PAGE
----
"Blog" is an abbreviated version of "weblog," which is a term used to describe web sites that maintain an ongoing chronicle of information. A Blog is a frequently updated, personal website featuring diary-type commentary and links to articles or other Web sites. Blogs range from the personal to the political, and can focus on one narrow subject or a whole range of subjects. To get an idea of what Blogs are, look at Tecnorati for a list of existing Blogs on the most diverse arguments.
- Usage of Blog for course development: Take a look at: Dan Saffer: Why I Blog my Postgrad Course
- Ideas for serious blogging: here are some ideas. Don’t forget also to blog from conferences. An interesting use of blogging is to communicate with your poster visitors.
|Find the hosting||First step is to find where to open your Blog. You have a choice of free blogs, commercial blogs or blog software to be integrated into your own site. It is better to start experimenting with a free blog, understand what it is and, if it is incredibly successful, move to a commercial one.||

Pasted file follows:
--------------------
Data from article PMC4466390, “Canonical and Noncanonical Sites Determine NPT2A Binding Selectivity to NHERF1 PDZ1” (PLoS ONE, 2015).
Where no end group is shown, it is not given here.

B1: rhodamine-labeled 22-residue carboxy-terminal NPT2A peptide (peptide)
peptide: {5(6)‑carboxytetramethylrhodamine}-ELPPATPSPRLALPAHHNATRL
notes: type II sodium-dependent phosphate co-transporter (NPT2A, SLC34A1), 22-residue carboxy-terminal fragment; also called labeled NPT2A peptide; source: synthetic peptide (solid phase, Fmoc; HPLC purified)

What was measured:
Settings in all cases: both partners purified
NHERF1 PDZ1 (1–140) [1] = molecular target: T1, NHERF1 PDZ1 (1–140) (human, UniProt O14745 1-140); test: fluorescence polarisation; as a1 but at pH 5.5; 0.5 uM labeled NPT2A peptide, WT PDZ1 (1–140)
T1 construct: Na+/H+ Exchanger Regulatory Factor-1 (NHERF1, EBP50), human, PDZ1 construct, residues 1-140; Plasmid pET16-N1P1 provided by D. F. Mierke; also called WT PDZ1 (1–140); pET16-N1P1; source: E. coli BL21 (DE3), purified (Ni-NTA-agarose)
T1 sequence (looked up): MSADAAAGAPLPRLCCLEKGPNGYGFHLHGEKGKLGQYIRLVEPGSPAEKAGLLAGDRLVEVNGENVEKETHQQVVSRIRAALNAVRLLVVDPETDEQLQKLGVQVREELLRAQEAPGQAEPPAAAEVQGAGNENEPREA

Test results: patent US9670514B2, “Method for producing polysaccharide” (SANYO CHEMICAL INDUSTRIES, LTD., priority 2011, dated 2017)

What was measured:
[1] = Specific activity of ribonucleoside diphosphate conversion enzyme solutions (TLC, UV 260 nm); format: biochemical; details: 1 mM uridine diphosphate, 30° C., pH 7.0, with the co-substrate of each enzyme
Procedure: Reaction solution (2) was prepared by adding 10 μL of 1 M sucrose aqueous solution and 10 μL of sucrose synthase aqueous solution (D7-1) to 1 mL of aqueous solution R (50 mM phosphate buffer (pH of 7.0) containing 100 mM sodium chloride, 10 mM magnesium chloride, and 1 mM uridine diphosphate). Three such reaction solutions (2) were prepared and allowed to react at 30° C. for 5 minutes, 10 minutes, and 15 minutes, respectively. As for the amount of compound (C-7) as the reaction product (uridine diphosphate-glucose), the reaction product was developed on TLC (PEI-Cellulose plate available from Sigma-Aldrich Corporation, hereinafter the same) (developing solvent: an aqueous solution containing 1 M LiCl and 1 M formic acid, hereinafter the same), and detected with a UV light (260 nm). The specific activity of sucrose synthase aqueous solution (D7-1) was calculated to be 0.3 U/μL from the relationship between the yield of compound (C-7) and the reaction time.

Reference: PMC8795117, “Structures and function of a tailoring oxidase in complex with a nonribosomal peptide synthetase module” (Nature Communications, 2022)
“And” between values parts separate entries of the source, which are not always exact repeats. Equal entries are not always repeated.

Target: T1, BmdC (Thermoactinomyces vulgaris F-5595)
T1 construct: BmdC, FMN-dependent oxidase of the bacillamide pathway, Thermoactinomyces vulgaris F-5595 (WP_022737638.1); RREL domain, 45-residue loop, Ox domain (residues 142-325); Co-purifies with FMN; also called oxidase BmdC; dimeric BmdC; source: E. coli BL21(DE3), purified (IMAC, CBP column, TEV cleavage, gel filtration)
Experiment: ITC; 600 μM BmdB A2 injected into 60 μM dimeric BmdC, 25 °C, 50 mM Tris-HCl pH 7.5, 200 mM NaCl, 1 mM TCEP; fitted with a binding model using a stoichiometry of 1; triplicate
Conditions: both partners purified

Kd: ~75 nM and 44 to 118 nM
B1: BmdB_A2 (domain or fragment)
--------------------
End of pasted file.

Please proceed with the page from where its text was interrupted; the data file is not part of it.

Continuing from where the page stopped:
|Customize your Blog||Every Blog hosting has a method to customize the page appearance and the overall blog appearance. Do not forget to setup your contact details and to enable notification of comment addition to your postings.|
|Start posting||Editors and management tools are provided by the Blog itself. Attachment of existing document is possible, but not so common. Instead images are well integrated.|
|Advertise||If no one knows you have a Blog, you loose an important function of this shared diary.|
|Continue posting||This is the hardest part of a blog. To be recognized the content should be updated every other day. This is not a problem if the Blog theme is one you are passionate with.|